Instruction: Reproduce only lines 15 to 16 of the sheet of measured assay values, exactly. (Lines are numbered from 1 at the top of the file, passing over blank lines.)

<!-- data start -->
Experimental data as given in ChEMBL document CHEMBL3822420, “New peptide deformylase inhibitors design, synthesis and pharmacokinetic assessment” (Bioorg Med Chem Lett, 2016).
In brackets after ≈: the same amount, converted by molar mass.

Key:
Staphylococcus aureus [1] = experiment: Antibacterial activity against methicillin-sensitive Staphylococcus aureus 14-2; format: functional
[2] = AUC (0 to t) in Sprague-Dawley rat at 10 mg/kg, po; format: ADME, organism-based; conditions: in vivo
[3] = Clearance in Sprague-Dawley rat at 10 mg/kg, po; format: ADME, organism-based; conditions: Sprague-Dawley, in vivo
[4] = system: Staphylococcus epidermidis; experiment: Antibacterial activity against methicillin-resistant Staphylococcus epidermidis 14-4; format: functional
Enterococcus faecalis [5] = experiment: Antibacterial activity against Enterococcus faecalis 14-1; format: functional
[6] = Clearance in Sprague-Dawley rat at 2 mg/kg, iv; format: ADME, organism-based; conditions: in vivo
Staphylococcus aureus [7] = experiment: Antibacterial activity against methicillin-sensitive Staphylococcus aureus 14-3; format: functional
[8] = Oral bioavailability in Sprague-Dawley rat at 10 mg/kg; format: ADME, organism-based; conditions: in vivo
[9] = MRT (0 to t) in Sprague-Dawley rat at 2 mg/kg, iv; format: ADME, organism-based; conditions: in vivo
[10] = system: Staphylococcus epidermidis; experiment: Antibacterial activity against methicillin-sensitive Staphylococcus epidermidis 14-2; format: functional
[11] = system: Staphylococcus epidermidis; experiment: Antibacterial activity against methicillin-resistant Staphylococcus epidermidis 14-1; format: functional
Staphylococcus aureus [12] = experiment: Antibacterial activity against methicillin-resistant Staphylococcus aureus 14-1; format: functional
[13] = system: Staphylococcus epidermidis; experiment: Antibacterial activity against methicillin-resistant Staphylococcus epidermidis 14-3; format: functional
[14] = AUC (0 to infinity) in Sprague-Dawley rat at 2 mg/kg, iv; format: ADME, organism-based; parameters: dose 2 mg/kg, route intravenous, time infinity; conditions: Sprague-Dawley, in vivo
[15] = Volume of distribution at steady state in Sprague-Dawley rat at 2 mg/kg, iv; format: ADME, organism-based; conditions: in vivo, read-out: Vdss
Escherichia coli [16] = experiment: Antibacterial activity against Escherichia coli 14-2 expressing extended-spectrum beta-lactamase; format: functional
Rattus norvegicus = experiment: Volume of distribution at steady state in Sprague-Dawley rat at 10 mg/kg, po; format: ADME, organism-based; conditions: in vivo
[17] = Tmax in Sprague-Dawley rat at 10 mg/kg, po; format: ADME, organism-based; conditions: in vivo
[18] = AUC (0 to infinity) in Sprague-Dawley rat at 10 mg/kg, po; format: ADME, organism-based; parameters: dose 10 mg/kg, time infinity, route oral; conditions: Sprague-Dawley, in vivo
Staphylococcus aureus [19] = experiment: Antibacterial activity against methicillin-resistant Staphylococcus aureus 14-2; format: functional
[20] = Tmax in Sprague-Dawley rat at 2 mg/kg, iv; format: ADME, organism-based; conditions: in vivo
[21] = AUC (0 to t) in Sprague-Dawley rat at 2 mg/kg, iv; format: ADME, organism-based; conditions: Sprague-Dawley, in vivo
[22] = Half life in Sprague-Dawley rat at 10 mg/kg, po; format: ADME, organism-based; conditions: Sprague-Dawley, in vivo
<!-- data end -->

Staphylococcus aureus [12] = experiment: Antibacterial activity against methicillin-resistant Staphylococcus aureus 14-1; format: functional
[13] = system: Staphylococcus epidermidis; experiment: Antibacterial activity against methicillin-resistant Staphylococcus epidermidis 14-3; format: functional